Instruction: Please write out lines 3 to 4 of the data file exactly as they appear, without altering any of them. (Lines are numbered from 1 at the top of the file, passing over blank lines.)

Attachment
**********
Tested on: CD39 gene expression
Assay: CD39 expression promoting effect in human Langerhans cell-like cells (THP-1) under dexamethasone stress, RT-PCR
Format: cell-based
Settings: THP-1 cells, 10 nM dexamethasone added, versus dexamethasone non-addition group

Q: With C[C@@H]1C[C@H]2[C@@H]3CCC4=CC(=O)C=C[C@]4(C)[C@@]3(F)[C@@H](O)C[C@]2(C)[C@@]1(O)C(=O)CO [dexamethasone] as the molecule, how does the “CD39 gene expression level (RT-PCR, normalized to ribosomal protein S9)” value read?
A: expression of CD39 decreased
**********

Format: cell-based
Settings: THP-1 cells, 10 nM dexamethasone added, versus dexamethasone non-addition group